I am not saying that having an assurance argument makes code secure. I am saying that without one, it is very hard to reverse engineer the security model and thereby convince oneself that the code is secure.
Code cannot be claimed to be secure unless it has been designed with secure design patterns - patterns for which there is an "assurance argument". If the code was "coded" instead of designed, then there is no hope of creating assurance arguments after the fact. In that case, the audit will be very difficult and untrustworthy.
The question is confused. The AI processes that are thought to be most promising with respect to eventually leading to intelligent machines are not algorithmic. That is, they are based on neural networks. And while it is possible to simulate those using algorithms (e.g., the RBM cascade pattern, with each node simulated as an RBM node), these "algorithms" are non-deterministic - they are simulations - we cannot know the outcomes, just as one cannot know the outcome of a human's thought process. But with regard to religion, that seems to be a human predisposition with a genetic basis, and since religion is based on absolute unquestioning faith in things that are seemingly preposterous - a cognitive dissonance if there ever was one - I don't think that we can expect intelligent machines - which are free of our cognitive impairments - to be susceptible to conversion to religion. Still, I suspect that artificial intelligences will have the same wonder and confusion about existence as we do - they just will not look to iron age shaman texts for their answers.
Above all, take a profession that is what you love to do - no matter what income it produces (as long as you can get by). And stay focused - don't let time fritter away. Make a plan for your dream - a practical plan, for which you know all the steps, because all steps are simple and very doable - and stick to that plan no matter what.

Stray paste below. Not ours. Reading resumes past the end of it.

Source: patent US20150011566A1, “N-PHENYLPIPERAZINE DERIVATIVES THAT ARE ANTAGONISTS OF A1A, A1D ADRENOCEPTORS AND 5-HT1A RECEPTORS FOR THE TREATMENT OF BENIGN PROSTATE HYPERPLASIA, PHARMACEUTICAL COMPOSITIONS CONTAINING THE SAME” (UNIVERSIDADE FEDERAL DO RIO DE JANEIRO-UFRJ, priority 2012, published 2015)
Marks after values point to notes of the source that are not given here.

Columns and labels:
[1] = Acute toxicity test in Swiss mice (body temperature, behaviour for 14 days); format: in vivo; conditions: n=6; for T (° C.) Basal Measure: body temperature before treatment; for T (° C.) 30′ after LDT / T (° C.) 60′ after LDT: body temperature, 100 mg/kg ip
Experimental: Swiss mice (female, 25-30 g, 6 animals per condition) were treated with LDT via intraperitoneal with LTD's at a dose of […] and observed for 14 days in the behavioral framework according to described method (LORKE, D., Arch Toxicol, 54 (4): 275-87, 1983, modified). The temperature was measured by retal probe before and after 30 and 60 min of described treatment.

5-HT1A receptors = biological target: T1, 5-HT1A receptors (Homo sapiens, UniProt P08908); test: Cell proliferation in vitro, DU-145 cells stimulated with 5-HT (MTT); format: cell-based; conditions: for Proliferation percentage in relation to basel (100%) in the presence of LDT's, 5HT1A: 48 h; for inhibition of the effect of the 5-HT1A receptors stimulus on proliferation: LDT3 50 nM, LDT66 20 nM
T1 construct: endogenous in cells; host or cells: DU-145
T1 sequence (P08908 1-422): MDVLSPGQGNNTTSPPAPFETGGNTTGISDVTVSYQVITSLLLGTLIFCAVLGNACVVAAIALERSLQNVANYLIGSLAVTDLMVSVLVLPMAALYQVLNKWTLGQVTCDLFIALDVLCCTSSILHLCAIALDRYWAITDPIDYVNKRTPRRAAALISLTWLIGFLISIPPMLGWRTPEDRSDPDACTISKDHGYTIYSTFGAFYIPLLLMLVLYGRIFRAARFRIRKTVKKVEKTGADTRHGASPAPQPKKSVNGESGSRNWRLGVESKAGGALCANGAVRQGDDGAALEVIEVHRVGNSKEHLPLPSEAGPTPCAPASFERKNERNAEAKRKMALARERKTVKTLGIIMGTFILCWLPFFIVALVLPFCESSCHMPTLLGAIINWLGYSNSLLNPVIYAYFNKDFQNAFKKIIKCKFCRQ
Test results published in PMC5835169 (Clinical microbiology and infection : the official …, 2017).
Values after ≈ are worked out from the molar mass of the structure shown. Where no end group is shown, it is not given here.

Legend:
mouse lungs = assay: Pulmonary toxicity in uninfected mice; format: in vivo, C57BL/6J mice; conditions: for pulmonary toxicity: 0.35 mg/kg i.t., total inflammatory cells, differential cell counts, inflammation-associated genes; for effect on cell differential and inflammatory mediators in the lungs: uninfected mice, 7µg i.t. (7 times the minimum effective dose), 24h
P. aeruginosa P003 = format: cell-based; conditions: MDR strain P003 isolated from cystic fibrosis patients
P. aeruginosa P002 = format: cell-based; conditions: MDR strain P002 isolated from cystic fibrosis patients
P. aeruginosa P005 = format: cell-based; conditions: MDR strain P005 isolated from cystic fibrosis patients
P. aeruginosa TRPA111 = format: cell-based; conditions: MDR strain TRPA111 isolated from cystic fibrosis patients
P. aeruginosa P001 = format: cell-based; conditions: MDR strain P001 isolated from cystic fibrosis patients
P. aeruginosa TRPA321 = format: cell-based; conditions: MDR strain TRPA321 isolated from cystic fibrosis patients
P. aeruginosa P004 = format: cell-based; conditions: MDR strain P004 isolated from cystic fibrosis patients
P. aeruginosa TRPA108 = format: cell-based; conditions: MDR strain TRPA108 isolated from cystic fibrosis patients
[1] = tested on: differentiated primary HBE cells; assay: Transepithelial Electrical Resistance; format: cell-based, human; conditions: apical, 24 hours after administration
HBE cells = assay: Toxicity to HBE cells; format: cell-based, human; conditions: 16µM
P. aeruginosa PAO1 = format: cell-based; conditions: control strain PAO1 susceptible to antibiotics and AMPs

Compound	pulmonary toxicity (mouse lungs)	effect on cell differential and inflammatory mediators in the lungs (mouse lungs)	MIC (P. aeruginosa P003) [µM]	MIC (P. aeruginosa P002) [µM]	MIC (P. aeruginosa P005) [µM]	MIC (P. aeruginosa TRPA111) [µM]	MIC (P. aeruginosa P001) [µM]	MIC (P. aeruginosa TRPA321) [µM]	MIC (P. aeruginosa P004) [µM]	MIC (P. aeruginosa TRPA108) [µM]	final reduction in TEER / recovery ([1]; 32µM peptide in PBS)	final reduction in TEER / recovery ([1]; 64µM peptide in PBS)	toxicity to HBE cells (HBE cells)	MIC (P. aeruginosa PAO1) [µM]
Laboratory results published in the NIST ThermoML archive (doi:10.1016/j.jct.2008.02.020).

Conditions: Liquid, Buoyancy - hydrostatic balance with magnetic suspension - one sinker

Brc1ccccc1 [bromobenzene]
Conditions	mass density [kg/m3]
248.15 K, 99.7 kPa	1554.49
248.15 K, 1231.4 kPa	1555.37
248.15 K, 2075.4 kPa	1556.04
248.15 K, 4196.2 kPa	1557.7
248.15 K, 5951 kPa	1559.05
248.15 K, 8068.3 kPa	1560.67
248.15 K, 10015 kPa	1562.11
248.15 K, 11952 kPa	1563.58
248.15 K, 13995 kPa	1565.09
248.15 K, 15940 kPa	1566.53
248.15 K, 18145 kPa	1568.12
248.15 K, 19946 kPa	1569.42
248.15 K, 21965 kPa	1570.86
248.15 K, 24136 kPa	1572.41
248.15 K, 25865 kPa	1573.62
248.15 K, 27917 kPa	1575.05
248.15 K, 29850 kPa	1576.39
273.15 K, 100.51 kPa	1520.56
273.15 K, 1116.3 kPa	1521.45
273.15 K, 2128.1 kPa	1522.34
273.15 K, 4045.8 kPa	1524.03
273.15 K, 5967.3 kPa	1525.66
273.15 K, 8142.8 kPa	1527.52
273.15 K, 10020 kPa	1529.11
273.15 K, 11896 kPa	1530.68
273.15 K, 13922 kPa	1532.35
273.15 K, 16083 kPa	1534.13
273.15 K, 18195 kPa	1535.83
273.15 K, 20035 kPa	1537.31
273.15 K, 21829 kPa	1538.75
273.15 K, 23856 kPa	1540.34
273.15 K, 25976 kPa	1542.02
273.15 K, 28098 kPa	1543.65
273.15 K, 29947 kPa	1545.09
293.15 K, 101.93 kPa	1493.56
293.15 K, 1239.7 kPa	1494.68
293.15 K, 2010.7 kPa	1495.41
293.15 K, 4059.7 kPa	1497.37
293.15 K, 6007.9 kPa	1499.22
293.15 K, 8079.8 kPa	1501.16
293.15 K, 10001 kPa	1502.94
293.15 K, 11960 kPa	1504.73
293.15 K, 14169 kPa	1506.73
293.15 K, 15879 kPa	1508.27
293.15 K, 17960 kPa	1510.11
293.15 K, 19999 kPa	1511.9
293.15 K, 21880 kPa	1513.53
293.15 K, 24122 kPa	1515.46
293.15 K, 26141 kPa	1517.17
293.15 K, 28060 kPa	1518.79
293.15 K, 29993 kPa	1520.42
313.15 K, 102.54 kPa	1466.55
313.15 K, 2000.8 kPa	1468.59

The assumption that "we will probably find new things to do to satisfy limitless human demand" has no substantiation. In fact, the rate of job replacement is now higher than the rate of job creation. Unemployment will be rising inexorably and at an increasing rate.
Perhaps it could be like the real thing, if done right - but the real thing throws you around, and you can fall off and roll onto the ground. To duplicate that would be quite a simulation! But as you say, if it is raining out, it sounds like the next best thing.
What is driving the rush into these things is that the companies behind them want to mine the data that they generate. Imagine: all those devices phoning home, and companies able to collect data on when people are using things, where people are etc. - all that data can be input to data analysis and find patterns. Those patterns are worth a-lot of money.
It is nothing like real. Measure the calories expended - it will not be comparable at all. This reminds me of one time when Konan Obrien challenged Serena Williams to virtual tennis on the Wi, and Konan won. Yeah that's real tennis - not.
LOL. Well you have discovered that most developers know very little about application security. And here we are, wondering why things are so insecure - and heading head-long into the "Internet Of Things". What a train wreck that will be unless things change. Read my article about this: http://www.transition2agile.co...